60-year-old Mumbai businessman successfully undergoes valve replacement surgery at Asian Heart Institute

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Amid the current COVID-19 crisis, 60-year-old businessman Shailesh Kanani from Mumbai was successfully and safely operated after heart experts at the Asian Heart Institute performed a valve replacement surgery to fix his severely narrowed heart valve and treat the abnormal enlargement that had developed in his aorta- the largest artery in the body

Kanani who was diagnosed with a narrowing of his heart valve in 2006, suddenly started experiencing difficulty in breathing in March 2020 and was rushed to the Asian Heart Institute.

While talking about Kanani's heart condition, Dr Ramakanta Panda, chief cardiovascular thoracic surgeon and vice chairman, Asian Heart Institute shared, “As the patient developed symptoms he immediately consulted me. On reviewing him with a new echocardiogram, it was observed that his valve narrowing had progressed to a very critical level.”

Kanani’s aortic valve was filled with calcium deposits, as a result of which his heart was not able to pump enough blood.

He was advised to undergo a valve replacement procedure, either by surgery or without surgery by way of a minimally invasive procedure called Transcatheter Aortic Valve Replacement (TAVR). Asian Heart Institute has emerged as one of the leading hospitals for successfully conducting TAVR procedures.

Owing to the best safety record of Dr Panda in valve surgery, Kanani opted for valve replacement by surgery. Dr Panda has successfully performed numerous aortic valve replacements over the years.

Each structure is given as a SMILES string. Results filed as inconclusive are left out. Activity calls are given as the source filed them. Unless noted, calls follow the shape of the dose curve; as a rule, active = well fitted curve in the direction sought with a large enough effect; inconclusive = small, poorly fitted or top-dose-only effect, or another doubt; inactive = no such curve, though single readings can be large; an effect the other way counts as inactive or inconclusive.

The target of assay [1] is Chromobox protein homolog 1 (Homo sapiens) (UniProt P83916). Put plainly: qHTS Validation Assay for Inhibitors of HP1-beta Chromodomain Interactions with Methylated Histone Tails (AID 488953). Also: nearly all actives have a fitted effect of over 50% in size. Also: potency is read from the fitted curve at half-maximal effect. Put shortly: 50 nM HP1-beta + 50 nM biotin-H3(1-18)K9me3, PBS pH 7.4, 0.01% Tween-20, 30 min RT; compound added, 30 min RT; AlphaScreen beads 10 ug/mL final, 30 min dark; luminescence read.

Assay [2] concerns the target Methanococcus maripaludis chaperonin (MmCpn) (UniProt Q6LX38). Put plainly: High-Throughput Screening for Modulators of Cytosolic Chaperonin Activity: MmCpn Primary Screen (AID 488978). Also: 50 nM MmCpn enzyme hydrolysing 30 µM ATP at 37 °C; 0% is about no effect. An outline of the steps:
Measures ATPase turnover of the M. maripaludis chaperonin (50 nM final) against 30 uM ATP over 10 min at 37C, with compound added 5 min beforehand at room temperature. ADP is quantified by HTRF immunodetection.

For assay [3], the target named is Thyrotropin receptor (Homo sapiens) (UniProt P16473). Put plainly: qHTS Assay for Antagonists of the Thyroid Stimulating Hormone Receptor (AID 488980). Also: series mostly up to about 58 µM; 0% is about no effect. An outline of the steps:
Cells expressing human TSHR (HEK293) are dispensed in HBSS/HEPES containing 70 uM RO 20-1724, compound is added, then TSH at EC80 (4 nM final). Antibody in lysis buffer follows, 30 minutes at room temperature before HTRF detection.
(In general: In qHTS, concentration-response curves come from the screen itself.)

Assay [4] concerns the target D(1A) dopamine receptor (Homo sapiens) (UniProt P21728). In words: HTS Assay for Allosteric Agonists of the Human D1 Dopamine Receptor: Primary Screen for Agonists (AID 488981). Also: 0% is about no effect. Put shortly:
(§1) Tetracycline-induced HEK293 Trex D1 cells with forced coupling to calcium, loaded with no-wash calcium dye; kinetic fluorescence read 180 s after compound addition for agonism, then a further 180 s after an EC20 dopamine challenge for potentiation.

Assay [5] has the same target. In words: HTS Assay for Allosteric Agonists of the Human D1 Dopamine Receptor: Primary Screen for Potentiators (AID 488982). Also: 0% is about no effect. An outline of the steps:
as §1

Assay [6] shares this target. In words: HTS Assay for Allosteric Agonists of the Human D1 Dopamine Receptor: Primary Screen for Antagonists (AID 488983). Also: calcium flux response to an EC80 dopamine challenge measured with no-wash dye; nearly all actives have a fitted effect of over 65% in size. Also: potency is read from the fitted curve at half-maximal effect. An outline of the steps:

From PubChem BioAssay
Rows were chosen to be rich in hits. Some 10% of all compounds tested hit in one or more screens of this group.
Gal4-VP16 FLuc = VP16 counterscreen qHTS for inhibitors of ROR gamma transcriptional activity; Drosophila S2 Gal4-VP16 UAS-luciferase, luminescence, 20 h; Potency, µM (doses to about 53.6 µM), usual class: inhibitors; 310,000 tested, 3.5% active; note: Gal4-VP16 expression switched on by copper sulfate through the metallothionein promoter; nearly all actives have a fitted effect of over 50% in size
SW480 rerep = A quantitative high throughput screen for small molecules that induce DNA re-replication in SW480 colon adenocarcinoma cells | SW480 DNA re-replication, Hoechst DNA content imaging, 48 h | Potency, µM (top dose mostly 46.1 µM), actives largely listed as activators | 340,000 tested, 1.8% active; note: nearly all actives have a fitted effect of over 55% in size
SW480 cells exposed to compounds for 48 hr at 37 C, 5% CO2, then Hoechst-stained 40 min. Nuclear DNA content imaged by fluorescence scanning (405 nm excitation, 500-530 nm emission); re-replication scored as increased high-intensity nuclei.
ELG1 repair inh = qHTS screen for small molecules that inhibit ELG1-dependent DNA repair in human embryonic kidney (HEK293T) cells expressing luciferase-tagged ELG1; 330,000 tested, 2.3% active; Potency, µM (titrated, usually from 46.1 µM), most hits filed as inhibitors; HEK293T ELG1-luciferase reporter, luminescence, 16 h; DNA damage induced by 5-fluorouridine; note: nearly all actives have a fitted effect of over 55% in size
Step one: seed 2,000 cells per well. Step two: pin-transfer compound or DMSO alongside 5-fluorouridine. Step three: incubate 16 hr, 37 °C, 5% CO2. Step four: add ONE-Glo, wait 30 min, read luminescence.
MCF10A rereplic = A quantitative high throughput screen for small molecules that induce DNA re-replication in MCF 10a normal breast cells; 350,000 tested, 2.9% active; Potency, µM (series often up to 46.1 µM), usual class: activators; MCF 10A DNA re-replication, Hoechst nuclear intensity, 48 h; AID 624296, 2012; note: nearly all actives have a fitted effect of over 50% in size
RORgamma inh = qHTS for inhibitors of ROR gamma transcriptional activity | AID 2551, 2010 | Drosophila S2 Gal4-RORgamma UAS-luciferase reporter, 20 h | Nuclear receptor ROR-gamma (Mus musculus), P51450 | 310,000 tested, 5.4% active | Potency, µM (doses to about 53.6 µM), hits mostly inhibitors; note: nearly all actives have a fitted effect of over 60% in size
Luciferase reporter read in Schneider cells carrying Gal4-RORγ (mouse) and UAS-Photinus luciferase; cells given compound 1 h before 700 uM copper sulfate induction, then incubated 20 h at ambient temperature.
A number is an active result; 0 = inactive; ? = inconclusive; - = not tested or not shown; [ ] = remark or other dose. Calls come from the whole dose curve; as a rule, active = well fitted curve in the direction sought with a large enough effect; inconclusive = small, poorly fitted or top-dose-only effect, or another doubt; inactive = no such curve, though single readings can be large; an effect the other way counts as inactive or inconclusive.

Even though the risk of valve surgery in Dr Panda’s hand is less than 1% ,research has shown that if the patient can catch COVID-19 during peri-operative time, it can lead to disastrous results.

To ensure maximum safety to the patient, on admission he was kept in isolation till the COVID test result came negative, said doctors.

9-hour complex procedure

On 18th July, 2020 in a nine hour long surgery, Dr Panda and his team carefully removed the calcium deposits from Kanani’s severely narrowed aortic valve, and a 25mm size tissue valve was inserted in his heart.

“This larger size valve will ensure a longer lasting of the artificial valve as smaller sizes, which he would have received elsewhere, would have risked the valve to fail early,” shared Dr Panda.

While conducting the operation, he was also found to have an enlargement in his main blood pipe (aorta) which was brought back to normal size by removing part of the dilated portion of aorta. “Without this additional surgery, the patient would have come back within the next 3-4 years for another major surgery” Dr Panda added.

The patient had absolutely no complications in the postoperative period and was soon discharged.

Separating COVID from non-COVID for safe treatment

Dr Panda shared that it is important to treat critical non-COVID patients in a safe environment. “We need to lower the spread of COVID and for that we must separate COVID and non-COVID hospitals.

Leading doctors and researchers have always championed the philosophy that having COVID and non-COVID patients in the same hospital leads to multiple issues,” he added.

Asian Heart Institute is contributing to managing COVID patients outside its hospital premises.

For this, the hospital has deputed most of our doctors, nurses and paramedical staff to the MMRDA COVID hospital. “We are treating emergency and government scheme heart patients at Asian Heart Institute,” added Dr Panda.

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